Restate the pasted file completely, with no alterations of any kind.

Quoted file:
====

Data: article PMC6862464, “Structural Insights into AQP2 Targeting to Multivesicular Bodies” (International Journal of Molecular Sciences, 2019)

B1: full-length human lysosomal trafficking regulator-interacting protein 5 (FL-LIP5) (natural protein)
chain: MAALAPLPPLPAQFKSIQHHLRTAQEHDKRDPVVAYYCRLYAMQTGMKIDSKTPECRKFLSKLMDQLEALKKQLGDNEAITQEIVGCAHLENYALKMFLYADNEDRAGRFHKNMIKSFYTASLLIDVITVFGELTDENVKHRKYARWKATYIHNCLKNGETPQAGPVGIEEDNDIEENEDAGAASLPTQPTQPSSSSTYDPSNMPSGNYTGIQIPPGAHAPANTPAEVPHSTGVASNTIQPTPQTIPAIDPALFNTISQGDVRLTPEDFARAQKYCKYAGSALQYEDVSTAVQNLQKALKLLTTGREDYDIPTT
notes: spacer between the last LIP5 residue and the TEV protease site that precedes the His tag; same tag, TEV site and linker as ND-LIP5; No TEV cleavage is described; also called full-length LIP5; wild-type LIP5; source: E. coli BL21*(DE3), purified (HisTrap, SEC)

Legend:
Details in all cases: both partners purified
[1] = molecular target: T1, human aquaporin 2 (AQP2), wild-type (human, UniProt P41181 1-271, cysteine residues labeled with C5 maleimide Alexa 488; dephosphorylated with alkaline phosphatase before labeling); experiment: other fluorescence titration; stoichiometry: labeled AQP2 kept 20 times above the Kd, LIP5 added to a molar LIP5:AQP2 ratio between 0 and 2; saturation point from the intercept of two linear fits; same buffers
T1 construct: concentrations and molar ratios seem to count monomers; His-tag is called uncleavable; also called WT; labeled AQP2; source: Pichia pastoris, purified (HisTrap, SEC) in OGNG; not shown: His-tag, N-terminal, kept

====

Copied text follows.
Data: article PMC6862464, “Structural Insights into AQP2 Targeting to Multivesicular Bodies” (International Journal of Molecular Sciences, 2019)

B1: full-length human lysosomal trafficking regulator-interacting protein 5 (FL-LIP5) (natural protein)
chain: MAALAPLPPLPAQFKSIQHHLRTAQEHDKRDPVVAYYCRLYAMQTGMKIDSKTPECRKFLSKLMDQLEALKKQLGDNEAITQEIVGCAHLENYALKMFLYADNEDRAGRFHKNMIKSFYTASLLIDVITVFGELTDENVKHRKYARWKATYIHNCLKNGETPQAGPVGIEEDNDIEENEDAGAASLPTQPTQPSSSSTYDPSNMPSGNYTGIQIPPGAHAPANTPAEVPHSTGVASNTIQPTPQTIPAIDPALFNTISQGDVRLTPEDFARAQKYCKYAGSALQYEDVSTAVQNLQKALKLLTTGREDYDIPTT
notes: spacer between the last LIP5 residue and the TEV protease site that precedes the His tag; same tag, TEV site and linker as ND-LIP5; No TEV cleavage is described; also called full-length LIP5; wild-type LIP5; source: E. coli BL21*(DE3), purified (HisTrap, SEC)

Legend:
Details in all cases: both partners purified
[1] = molecular target: T1, human aquaporin 2 (AQP2), wild-type (human, UniProt P41181 1-271, cysteine residues labeled with C5 maleimide Alexa 488; dephosphorylated with alkaline phosphatase before labeling); experiment: other fluorescence titration; stoichiometry: labeled AQP2 kept 20 times above the Kd, LIP5 added to a molar LIP5:AQP2 ratio between 0 and 2; saturation point from the intercept of two linear fits; same buffers
T1 construct: concentrations and molar ratios seem to count monomers; His-tag is called uncleavable; also called WT; labeled AQP2; source: Pichia pastoris, purified (HisTrap, SEC) in OGNG; not shown: His-tag, N-terminal, kept